Common Ground-Dove - Columbina passerina
Zenaida Dove - Zenaida aurita
Eared Dove - Zenaida auriculata
Green-throated Carib - Eulampis holosericeus
Caribbean Elaenia - Elaenia martinica
Gray Kingbird - Tyrannus dominicensis
Caribbean Martin - Progne dominicensis
Barn Swallow - Hirundo rustica
Grassland Yellow-Finch - Sicalis luteola
Black-faced Grassquit - Tiaris bicolor
Barbados Bullfinch - Loxigilla barbadensis
Carib Grackle - Quiscalus lugubris
Shiny Cowbird - Molothrus bonariensis

April's Eastern Trip - Images

Short-billed Dowitcher - Limnodromus griseus

Caribbean Martin - Progne dominicensis

Semipalmated Sandpiper - Calidris pusilla

Little Egret - Egretta garzetta

Least Sandpiper - Calidris minutilla

Saturday, 2 April 2016

The Birds of Greenland 2015/16

The pond at Greenland

The low rainfall that affected the island in 2015 and so far into 2016 has caused the loss of many of the wet areas which depend on rainwater as its source.  Places such as Bayfield Pond, the home of the masked ducks, and most of the northern ponds such as Chance Hall, Hope Pond and most of the private hunting swamps are now mostly dry.  The deeper ponds, such as Greenland Irrigation catchment, are suffering from low water levels, thus providing easy access to the underwater vegetation enjoyed by many species of birds especially dabbling ducks.  In 2015/16 these ducks rushed to this St. Andrew wet area like I have never seen before.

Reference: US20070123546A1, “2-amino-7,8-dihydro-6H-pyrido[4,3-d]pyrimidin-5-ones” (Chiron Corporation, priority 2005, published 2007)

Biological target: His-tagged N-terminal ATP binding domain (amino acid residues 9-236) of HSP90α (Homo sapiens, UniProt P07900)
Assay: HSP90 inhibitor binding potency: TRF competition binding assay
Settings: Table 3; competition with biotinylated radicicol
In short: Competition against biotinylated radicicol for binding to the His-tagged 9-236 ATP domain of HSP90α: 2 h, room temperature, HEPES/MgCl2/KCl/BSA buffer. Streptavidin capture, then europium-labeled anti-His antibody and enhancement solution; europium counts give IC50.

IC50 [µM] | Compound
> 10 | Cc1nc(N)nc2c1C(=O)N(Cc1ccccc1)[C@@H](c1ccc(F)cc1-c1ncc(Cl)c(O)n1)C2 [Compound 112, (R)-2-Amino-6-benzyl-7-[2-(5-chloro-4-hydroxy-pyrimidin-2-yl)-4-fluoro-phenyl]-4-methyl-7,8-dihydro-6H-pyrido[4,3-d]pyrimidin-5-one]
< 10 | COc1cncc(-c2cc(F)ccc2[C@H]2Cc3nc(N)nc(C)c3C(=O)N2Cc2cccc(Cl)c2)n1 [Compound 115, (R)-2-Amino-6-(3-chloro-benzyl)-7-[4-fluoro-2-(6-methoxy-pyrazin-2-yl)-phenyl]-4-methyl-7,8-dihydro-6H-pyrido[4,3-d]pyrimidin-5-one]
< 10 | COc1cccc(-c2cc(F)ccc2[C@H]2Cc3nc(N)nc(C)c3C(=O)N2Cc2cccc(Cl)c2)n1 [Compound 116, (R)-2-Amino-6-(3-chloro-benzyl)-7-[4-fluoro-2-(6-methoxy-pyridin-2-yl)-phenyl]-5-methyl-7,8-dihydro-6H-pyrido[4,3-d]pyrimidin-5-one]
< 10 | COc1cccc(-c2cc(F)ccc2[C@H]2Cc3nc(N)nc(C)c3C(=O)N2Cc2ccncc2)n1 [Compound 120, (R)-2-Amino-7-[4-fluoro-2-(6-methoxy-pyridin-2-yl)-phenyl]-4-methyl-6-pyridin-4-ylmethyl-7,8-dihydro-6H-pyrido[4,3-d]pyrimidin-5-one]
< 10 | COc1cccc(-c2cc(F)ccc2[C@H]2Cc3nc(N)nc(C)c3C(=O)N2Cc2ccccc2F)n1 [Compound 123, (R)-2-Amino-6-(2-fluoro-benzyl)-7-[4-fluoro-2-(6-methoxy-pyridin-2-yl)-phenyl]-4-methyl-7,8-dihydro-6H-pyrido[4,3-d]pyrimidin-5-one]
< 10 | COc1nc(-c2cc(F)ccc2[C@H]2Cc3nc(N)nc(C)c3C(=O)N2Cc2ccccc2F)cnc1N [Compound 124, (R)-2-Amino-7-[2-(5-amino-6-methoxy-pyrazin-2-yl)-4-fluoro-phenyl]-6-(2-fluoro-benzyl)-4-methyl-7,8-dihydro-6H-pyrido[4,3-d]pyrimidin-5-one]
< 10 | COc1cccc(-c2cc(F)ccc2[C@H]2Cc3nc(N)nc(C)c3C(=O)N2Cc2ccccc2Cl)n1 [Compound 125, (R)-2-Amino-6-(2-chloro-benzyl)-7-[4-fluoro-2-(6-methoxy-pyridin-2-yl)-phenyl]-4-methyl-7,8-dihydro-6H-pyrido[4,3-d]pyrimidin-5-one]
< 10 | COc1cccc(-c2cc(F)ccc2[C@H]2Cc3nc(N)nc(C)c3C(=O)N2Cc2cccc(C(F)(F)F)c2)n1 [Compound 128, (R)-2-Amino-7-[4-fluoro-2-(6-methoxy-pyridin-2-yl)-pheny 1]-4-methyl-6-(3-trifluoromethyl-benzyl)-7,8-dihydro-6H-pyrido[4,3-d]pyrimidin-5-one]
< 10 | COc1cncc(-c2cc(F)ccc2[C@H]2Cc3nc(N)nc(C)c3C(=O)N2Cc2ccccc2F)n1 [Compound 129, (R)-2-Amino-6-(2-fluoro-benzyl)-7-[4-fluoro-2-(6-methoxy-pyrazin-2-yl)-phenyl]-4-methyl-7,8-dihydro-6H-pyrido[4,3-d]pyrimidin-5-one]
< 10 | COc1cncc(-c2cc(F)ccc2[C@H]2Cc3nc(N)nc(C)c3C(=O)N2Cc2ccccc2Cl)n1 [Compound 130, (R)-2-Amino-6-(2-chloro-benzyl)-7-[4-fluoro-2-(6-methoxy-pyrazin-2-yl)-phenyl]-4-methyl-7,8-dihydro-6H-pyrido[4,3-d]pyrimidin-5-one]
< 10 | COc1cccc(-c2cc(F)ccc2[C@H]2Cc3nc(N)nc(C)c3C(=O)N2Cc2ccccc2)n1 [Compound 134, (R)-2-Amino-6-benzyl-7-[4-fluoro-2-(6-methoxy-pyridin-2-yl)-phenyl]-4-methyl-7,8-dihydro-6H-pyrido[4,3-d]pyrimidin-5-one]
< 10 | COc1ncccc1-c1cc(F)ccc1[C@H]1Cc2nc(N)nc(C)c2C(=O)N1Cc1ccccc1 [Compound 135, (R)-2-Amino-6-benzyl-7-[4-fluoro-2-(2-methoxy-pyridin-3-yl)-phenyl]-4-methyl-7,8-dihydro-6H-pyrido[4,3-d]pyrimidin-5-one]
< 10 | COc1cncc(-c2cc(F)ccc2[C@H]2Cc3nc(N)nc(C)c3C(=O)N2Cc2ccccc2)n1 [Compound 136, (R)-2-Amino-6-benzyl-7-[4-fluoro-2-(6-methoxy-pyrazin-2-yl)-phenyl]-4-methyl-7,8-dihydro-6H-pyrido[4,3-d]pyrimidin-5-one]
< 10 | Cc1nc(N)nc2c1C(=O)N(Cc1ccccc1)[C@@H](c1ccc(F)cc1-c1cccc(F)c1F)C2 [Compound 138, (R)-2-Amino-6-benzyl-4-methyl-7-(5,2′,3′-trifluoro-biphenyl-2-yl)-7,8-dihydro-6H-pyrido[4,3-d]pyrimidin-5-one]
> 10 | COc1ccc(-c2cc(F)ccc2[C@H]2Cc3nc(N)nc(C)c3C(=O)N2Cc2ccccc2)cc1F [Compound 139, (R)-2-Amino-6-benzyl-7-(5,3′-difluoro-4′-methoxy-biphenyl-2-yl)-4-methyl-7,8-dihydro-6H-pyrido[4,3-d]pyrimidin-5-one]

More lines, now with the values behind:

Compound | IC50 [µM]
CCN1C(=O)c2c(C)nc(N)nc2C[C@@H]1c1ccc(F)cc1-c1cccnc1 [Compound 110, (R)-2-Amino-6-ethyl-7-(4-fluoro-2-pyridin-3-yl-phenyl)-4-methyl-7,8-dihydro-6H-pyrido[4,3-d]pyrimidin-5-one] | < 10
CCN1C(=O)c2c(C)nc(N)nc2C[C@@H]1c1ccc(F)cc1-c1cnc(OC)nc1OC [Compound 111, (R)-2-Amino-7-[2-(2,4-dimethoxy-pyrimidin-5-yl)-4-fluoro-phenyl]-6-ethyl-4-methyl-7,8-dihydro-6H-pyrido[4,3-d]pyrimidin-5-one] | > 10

My tally of uncommon birds to this location for 2015/16 are:

  • 9 species of ducks; Blue and Green-winded Teals, American and Eurasian Wigeons, Ringed-necked Ducks, Lesser Scaups, Northern Pintail, Ruddy Duck and Masked Ducks.
  • 2 species of coots; Caribbean and American Coots.
  • 1 species of warblers; Northern Waterthrust.  

This may seem like a small thing but to get a clearer picture of the role this pond played during 2015 and continues to play during the 2016 migration period take a look at the statistics.

The Numbers

I first visited Greenland on July 29th and then again on August 1st, 2013 at the height of the Big Year that brought this blog to life.  On those occasions only one bird mentioned above, namely a Masked Duck, was seen.
I visited the location twice in 2014 during the months of October and November, deep in the southern (winter) migration period.  On those visits I did not record any migratory ducks, coots or warblers that were uncommon to this location.
The earlier part of 2015 followed suit with 2013 and 2014 but as the southern migration commenced, as early as September I recorded a female Ruddy Duck.  While I did not expect to see this species of duck here I was not altogether surprised as it was the type of habitat this bird enjoys, but I was more surprised to find fifty-four Blue-winged Teals during November.
As the northern (spring) migration gets on its way, most of our waterfowls have started to make their exodus to start a new generation of globe trotters.

The peak numbers from November to April:

  • Blue-winged Teals – 109 birds
  • Ring-necked Ducks -  17 birds
  • Lesser Scaups – 4 birds
  • American Wigeons – 3 birds
  • Green-winged Teal – 2 birds
  • Eurasian Wigeon – 1 bird
  • Northern Pintail – 1 bird
  • Ruddy Duck – 1 bird
  • Masked Duck – 1 bird
  • Caribbean Coot – 2 birds
  • American Coot – 1 bird
  • Northern Waterthrust-1 bird
  • Yellow-billed Cuckoo – 1 bird
  • White-winged Tern – 1 bird

While it was good to see this assortment of birds congregating at this location the circumstances that mostly drove them here is one I would like to see an end to.  Here is hoping for rain rain rain and more rain!   For the island really needs it and the birds do too. 

Photograph of birds seen at Greenland between November 2015 and April 2016
Caribbean Coots x2
Caribbean Coot
Eurasian Wigeon Drake
Blue-winged Teal
American and Eurasian Wigeons